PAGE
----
If you make it a point to not live extravagantly just because it’s cheaper than your home country (rent a room or share an apartment, don’t always eat out, etc) then you will be able to save a little bit of money along the way. The typical hourly rate for native teachers at private institutes in Chile is around 5000-5500 pesos ($10-$11US). To put it in perspective, a middle class salary in Chile is around 750,000 pesos per month. So, as a teacher working 120 hours a month at 5500 pesos, you would make 660,000 pesos per month. One thing to keep in mind though is that hours throughout the year can be very inconsistent. You may have several months where you work 100-120+ hours and then several months where you are barely working 70. So you will want to budget accordingly. While teaching in Chile, you should not expect to save a large amount of money, but you will be able to save enough to help you travel if you budget.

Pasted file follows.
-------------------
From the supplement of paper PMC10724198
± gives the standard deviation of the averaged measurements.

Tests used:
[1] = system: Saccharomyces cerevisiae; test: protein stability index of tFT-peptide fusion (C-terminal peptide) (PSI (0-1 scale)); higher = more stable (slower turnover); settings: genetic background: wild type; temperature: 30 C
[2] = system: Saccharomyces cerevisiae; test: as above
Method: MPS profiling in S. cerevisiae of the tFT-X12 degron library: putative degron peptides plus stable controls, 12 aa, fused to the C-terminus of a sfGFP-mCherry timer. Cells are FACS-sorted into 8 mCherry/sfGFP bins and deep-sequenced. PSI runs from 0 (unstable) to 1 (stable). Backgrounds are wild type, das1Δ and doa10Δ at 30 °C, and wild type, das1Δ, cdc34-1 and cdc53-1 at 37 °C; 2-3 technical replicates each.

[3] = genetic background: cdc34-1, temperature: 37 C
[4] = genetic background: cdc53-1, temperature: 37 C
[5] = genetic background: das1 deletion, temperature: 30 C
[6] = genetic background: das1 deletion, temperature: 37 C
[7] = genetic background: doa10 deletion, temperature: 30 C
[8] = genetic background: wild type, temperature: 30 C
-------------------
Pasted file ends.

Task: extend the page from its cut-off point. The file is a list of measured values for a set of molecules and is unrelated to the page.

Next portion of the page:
Are there many opportunities to earn income on the side?
With most private schools and the school I worked for, several of the teachers worked for the public school system as well. Also, as long as you did not solicit students from the school, there was no rule about having your own private classes on the side. For native teachers, if you are willing to put in the extra time, you will always have an opportunity to pick up private students. Many taxis I got into, people I met while out, and tour guides would often ask for private lessons.
Do you recommend Chile for other English teachers?